Most pyramids are located near Cairo, with only one royal pyramid being located south of Cairo, at the Abydos temple complex. The pyramid at Abydos, Egypt were commissioned by Ahmose I who founded the 18th Dynasty and the New Kingdom. [15] The building of pyramids began in the Third Dynasty with the reign of King Djoser. [16] Early kings such as Snefru built several pyramids, with subsequent kings adding to the number of pyramids until the end of the Middle Kingdom.

The last king to build royal pyramids was Ahmose, [17] with later kings hiding their tombs in the hills, such as those in the Valley of the Kings in Luxor's West Bank. [18] In Medinat Habu, or Deir el-Medina, smaller pyramids were built by individuals. Smaller pyramids with steeper sides were also built by the Nubians who ruled Egypt in the Late Period. [19]

Sudan

Nubian Pyramids at Meroe with pylon-like entrances. Nubian20pyramids.jpg
Nubian Pyramids at Meroe with pylon-like entrances.

While pyramids are associated with Egypt, the nation of Sudan has 220 extant pyramids, the most numerous in the world. [20] Nubian pyramids were constructed (roughly 240 of them) at three sites in Sudan to serve as tombs for the kings and queens of Napata and Meroë. The pyramids of Kush, also known as Nubian Pyramids, have different characteristics than the pyramids of Egypt. The Nubian pyramids were constructed at a steeper angle than Egyptian ones. Pyramids were still being built in Sudan as late as 200 AD.

Nigeria

One of the unique structures of Igbo culture was the Nsude Pyramids, at the Nigerian town of Nsude, northern Igboland. Ten pyramidal structures were built of clay/mud. The first base section was 60 ft. in circumference and 3 ft. in height. The next stack was 45 ft. in circumference. Circular stacks continued, till it reached the top. The structures were temples for the god Ala, who was believed to reside at the top. A stick was placed at the top to represent the god's residence. The structures were laid in groups of five parallel to each other. Because it was built of clay/mud like the Deffufa of Nubia, time has taken its toll requiring periodic reconstruction. [21]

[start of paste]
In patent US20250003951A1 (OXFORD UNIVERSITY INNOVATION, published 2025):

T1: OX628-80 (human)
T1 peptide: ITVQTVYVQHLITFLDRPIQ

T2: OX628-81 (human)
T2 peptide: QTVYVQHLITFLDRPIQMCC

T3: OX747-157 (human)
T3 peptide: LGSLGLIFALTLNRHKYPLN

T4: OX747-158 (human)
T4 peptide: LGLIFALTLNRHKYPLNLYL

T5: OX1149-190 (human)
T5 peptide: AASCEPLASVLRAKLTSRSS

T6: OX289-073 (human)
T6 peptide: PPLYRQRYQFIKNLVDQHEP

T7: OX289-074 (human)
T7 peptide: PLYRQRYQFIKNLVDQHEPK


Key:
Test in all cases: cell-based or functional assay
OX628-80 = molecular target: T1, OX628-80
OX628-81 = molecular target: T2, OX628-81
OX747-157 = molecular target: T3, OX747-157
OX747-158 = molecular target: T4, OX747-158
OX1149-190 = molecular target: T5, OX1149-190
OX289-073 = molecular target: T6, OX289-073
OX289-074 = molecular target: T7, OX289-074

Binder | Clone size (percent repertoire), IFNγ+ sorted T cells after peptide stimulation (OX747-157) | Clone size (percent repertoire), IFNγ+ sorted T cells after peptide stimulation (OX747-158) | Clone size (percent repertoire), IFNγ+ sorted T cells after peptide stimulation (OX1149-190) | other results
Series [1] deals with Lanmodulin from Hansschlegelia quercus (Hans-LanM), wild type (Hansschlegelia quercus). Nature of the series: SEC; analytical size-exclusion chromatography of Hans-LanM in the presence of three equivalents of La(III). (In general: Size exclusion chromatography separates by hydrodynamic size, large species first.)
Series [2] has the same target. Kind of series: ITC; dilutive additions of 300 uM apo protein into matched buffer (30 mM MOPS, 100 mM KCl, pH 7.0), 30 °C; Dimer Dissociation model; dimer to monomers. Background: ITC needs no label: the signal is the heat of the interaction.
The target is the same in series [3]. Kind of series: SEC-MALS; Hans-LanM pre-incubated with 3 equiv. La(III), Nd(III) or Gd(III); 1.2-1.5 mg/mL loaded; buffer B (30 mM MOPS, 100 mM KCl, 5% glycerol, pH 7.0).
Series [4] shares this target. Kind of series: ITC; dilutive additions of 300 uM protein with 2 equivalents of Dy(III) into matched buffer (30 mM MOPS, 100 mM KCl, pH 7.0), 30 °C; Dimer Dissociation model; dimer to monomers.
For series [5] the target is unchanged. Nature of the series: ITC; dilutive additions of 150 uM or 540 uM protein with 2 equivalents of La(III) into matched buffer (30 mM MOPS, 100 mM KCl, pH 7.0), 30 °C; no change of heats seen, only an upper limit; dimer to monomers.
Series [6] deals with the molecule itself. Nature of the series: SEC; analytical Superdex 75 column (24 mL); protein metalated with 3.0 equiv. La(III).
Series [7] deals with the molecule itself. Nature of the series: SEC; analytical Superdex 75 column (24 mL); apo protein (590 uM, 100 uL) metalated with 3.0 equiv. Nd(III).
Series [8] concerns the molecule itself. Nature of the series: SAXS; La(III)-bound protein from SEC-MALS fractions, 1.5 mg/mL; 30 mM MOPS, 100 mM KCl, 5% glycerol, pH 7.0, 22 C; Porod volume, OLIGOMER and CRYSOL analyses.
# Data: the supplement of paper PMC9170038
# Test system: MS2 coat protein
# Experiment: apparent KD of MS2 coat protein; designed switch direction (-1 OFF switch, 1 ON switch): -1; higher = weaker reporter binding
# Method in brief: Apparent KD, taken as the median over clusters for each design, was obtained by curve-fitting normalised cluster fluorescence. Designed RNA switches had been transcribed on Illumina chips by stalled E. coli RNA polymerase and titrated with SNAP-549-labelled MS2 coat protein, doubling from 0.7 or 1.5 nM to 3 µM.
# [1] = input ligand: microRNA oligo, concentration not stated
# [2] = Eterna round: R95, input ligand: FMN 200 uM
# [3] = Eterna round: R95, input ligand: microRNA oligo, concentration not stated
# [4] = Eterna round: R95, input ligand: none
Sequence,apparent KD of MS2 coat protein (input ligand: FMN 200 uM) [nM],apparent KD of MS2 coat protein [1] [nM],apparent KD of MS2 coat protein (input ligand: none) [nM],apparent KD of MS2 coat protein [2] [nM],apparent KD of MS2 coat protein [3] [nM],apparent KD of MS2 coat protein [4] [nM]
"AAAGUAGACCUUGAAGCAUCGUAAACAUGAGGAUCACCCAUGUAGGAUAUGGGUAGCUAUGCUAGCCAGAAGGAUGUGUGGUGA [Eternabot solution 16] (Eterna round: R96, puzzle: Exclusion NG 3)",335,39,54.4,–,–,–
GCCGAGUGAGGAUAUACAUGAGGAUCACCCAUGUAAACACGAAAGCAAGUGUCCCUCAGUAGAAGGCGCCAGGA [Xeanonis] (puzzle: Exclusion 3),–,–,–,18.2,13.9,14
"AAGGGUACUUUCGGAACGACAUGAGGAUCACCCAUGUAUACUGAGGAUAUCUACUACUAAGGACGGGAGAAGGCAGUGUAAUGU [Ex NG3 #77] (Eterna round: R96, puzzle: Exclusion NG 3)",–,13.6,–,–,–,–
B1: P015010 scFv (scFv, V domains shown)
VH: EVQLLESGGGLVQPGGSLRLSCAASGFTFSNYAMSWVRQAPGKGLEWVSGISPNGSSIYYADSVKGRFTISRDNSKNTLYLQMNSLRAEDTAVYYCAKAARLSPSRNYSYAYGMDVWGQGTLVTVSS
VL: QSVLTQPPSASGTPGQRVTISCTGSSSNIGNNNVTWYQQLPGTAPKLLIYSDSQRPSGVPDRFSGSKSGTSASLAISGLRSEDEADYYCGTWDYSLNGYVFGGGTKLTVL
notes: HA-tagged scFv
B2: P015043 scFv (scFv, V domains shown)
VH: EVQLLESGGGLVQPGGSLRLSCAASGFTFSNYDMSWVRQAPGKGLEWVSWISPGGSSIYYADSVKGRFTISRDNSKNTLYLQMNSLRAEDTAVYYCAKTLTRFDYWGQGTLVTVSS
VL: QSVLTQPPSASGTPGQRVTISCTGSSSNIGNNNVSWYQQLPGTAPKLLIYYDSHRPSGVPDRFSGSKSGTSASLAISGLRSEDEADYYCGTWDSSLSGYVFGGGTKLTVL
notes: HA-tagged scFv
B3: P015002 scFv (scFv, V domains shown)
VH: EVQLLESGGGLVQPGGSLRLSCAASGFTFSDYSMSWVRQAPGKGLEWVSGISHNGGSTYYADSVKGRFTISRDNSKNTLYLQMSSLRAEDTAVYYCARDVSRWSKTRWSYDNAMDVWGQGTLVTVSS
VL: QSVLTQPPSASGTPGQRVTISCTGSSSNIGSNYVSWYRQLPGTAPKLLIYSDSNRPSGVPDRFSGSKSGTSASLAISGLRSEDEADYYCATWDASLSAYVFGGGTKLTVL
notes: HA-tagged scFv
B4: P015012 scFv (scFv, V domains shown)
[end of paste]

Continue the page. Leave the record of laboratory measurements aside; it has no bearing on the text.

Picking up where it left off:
Greece

Pyramid of Hellinikon Pyramide von Hellinikon.jpg
Pyramid of Hellinikon

Pausanias (2nd century AD) mentions two buildings resembling pyramids, one, 19 kilometres (12 mi) southwest of the still standing structure at Hellenikon, [22] a common tomb for soldiers who died in a legendary struggle for the throne of Argos and another which he was told was the tomb of Argives killed in a battle around 669/8 BC. Neither of these still survive and there is no evidence that they resembled Egyptian pyramids.

There are also at least two surviving pyramid-like structures still available to study, one at Hellenikon and the other at Ligourio/Ligurio, a village near the ancient theatre Epidaurus. These buildings were not constructed in the same manner as the pyramids in Egypt. They do have inwardly sloping walls but other than those there is no obvious resemblance to Egyptian pyramids. They had large central rooms (unlike Egyptian pyramids) and the Hellenikon structure is rectangular rather than square, 12.5 by 14 metres (41 by 46 ft) which means that the sides could not have met at a point. [23] The stone used to build these structures was limestone quarried locally and was cut to fit, not into freestanding blocks like the Great Pyramid of Giza.[ citation needed ]

The dating of these structures has been made from the pot shards excavated from the floor and on the grounds. The latest dates available from scientific dating have been estimated around the 5th and 4th centuries. Normally this technique is used for dating pottery, but here researchers have used it to try to date stone flakes from the walls of the structures. This has created some debate about whether or not these structures are actually older than Egypt, which is part of the Black Athena controversy. [24]

Mary Lefkowitz has criticised this research. She suggests that some of the research was done not to determine the reliability of the dating method, as was suggested, but to back up an assumption of age and to make certain points about pyramids and Greek civilization. She notes that not only are the results not very precise, but that other structures mentioned in the research are not in fact pyramids, e.g. a tomb alleged to be the tomb of Amphion and Zethus near Thebes, a structure at Stylidha (Thessaly) which is just a long wall, etc. She also notes the possibility that the stones that were dated might have been recycled from earlier constructions. She also notes that earlier research from the 1930s, confirmed in the 1980s by Fracchia was ignored. She argues that they undertook their research using a novel and previously untested methodology in order to confirm a predetermined theory about the age of these structures. [25]

Liritzis responded in a journal article published in 2011, stating that Lefkowitz failed to understand and misinterpreted the methodology. [26]

Spain